Decades ago, when I lived in Arad when the town was first being built, I saw from the window of my apartment half a dozen little children throwing rocks at a tied-up donkey that belonged to an Arab construction worker. The "ringleader" of the gang was the oldest little girl, who couldn't have been more than 4 or 5, the others were even younger.When I went downstairs to make them stop, the little girl looked at me, puzzled, and explained, "Aval hu Aravi! (He's an Arab)." "He's not an Arab, he's not a Jew, he's a donkey," I replied in Hebrew. "Stop hurting him!" The children ran off. I am sure these children all understood the difference between people and animals, but the notion that even animals have ethnicity that makes them deserving of violence, is, I think, uniquely Israeli, overriding even the curiosity and compassion most young children have for animals. A song from the musical "South Pacific" said": "You have got to be taught to hate and fear. Day after day, year after year. It has got to be drummed in your dear little ear. You have got to be carefully taught. You have got to be taught before it's too late. Before you are six, or seven or eight. To hate all the people your relative hate. You have got to be carefully taught." And children in Israel are.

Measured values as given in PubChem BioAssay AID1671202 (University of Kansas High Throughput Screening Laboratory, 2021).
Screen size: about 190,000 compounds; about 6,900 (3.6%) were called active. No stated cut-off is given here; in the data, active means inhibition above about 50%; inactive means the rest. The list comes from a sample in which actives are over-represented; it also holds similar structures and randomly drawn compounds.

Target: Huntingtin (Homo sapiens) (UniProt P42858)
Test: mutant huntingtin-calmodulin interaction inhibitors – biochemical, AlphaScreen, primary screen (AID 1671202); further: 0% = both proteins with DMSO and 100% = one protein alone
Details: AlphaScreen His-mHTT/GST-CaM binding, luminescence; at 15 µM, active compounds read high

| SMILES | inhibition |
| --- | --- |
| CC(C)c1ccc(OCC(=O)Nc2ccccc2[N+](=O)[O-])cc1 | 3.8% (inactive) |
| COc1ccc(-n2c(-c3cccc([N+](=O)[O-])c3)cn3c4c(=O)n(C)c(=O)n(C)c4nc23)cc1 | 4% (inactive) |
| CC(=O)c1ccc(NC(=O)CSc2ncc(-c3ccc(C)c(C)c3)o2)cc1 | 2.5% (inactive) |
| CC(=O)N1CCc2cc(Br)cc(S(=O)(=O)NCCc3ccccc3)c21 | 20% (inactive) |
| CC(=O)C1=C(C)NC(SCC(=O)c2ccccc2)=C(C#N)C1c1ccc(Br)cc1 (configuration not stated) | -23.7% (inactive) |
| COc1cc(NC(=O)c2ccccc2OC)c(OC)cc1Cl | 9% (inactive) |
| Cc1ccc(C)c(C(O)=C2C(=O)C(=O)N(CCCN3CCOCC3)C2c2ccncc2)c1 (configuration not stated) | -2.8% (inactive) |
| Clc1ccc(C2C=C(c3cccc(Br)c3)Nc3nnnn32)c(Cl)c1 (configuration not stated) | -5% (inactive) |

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from the article: Are we born racist? A new Israeli study has some surprising answers